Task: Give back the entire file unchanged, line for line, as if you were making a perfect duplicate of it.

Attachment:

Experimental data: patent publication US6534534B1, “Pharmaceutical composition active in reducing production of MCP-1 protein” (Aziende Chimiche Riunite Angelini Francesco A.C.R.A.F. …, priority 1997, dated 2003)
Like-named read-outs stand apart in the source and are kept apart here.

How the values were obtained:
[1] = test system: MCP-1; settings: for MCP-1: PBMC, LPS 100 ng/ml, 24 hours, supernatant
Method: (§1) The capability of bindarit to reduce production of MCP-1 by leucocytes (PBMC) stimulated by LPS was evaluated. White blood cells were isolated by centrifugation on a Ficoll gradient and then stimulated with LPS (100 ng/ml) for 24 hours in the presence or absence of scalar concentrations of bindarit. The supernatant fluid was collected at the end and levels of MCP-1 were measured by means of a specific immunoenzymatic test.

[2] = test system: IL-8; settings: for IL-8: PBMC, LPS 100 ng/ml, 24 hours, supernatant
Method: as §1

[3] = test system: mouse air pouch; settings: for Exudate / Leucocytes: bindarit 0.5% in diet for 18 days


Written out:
Experimental data: patent publication US6534534B1, “Pharmaceutical composition active in reducing production of MCP-1 protein” (Aziende Chimiche Riunite Angelini Francesco A.C.R.A.F. …, priority 1997, dated 2003)
Like-named read-outs stand apart in the source and are kept apart here.

How the values were obtained:
[1] = test system: MCP-1; settings: for MCP-1: PBMC, LPS 100 ng/ml, 24 hours, supernatant
Method: (§1) The capability of bindarit to reduce production of MCP-1 by leucocytes (PBMC) stimulated by LPS was evaluated. White blood cells were isolated by centrifugation on a Ficoll gradient and then stimulated with LPS (100 ng/ml) for 24 hours in the presence or absence of scalar concentrations of bindarit. The supernatant fluid was collected at the end and levels of MCP-1 were measured by means of a specific immunoenzymatic test.

[2] = test system: IL-8; settings: for IL-8: PBMC, LPS 100 ng/ml, 24 hours, supernatant
Method: as §1

[3] = test system: mouse air pouch; settings: for Exudate / Leucocytes: bindarit 0.5% in diet for 18 days